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It was terribly dangerous to let your thoughts wander when you were in any public place or within range of a telescreen. The smallest thing could give you away. A nervous tic, an unconscious look of anxiety, a habit of muttering to yourself – anything that carried with it the suggestion of abnormality, of having something to hide. In any case, to wear an improper expression on your face (to look incredulous when a victory was announced, for example) was itself a punishable offense. There was even a word for it in Newspeak: facecrime, it was called.
— 1984, G. Orwell
It’s been said before, but bears repeating. Leftoids read 1984 not as a warning, but as an instruction manual.
On-topic: The Surveillance State is alive and well and consuming our last liberties: “Is Big Tech merging with Big Brother? Kinda looks like it“.
A FRIEND OF mine, who runs a large television production company in the car-mad city of Los Angeles, recently noticed that his intern, an aspiring filmmaker from the People’s Republic of China, was walking to work.
WHEN HE OFFERED to arrange a swifter mode of transportation, she declined. When he asked why, she explained that she “needed the steps” on her Fitbit to sign in to her social media accounts. If she fell below the right number of steps, it would lower her health and fitness rating, which is part of her social rating, which is monitored by the government. A low social rating could prevent her from working or traveling abroad.
China’s social rating system, which was announced by the ruling Communist Party in 2014, will soon be a fact of life for many more Chinese.
Big Brother is an emerging reality in China. Yet in the West, at least, the threat of government surveillance systems being integrated with the existing corporate surveillance capacities of big-data companies like Facebook, Google, Microsoft, and Amazon into one gigantic all-seeing eye appears to trouble very few people—even as countries like Venezuela have been quick to copy the Chinese model.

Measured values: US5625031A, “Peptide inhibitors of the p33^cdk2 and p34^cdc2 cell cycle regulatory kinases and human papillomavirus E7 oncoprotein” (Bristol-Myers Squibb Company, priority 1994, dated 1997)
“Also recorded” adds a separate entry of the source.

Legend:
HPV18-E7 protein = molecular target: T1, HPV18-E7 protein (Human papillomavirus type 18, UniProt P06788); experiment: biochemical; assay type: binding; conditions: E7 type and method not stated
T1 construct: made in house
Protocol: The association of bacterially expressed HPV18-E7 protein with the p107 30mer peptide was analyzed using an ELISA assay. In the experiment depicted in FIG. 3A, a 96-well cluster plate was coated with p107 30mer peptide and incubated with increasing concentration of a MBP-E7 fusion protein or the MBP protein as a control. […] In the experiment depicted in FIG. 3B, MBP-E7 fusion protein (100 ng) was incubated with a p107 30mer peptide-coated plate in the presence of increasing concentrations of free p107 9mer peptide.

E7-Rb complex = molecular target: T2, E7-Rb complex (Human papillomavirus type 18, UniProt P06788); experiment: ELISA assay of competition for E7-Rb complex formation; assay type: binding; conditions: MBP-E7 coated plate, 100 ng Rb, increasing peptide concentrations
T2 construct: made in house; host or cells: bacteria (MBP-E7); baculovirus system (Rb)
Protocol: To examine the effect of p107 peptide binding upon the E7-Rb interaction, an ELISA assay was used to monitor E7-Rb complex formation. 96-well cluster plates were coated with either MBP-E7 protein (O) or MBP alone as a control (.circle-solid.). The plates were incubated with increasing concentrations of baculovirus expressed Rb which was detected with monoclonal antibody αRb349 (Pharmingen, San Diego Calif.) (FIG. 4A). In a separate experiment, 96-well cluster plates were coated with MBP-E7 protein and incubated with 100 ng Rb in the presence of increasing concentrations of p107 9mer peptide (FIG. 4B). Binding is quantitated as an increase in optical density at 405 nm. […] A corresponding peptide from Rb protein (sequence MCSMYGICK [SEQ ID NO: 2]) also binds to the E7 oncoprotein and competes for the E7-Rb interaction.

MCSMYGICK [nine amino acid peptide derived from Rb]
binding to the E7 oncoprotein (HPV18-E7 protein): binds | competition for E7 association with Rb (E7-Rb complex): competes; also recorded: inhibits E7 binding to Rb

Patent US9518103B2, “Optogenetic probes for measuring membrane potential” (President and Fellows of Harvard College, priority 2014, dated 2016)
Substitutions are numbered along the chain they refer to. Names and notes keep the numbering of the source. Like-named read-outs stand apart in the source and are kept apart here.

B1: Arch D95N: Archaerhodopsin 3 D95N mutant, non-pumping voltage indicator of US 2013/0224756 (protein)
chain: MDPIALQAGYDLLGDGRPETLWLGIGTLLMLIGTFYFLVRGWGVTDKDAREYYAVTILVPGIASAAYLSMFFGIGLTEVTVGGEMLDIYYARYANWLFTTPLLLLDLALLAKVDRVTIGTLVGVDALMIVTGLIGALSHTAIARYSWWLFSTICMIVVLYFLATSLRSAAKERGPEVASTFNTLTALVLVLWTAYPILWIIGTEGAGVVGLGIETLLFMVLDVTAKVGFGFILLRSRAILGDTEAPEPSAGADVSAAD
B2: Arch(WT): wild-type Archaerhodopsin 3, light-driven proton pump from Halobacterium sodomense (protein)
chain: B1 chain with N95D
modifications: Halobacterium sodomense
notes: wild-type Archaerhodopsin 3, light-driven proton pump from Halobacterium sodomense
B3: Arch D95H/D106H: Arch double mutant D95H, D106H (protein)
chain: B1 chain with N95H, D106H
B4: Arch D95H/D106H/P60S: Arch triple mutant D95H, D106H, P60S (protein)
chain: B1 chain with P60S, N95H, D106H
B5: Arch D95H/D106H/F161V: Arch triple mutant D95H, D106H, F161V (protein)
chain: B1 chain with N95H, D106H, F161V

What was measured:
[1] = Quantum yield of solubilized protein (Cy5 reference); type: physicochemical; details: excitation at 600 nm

Still, it can’t happen here, right? We are iPhone owners and Amazon Prime members, not vassals of a one-party state. We are canny consumers who know that Facebook is tracking our interactions and Google is selling us stuff.
Yet it seems to me there is little reason to imagine that the people who run large technology companies have any vested interest in allowing pre-digital folkways to interfere with their 21st-century engineering and business models, any more than 19th-century robber barons showed any particular regard for laws or people that got in the way of their railroads and steel trusts.
Survey after survey has shown that Americans — and Millennials in particular — are blasé about their privacy being stripped from them by a corporate-government behemoth harkening Big Brother from the dystopian novel 1984. I have heard a variation of “if you’re not doing anything wrong, what are you worried about?” more times than I can count.
I’m flabbergasted by this indifference to the existential threat posed by a Globohomo Surveillance State. But then, I’m reminded in so many ways that Millennials are by far the f@66iest generation in the history of the world, and I begin to understand how a soy-addled and rectum-invaded mind can rationalize its own docility.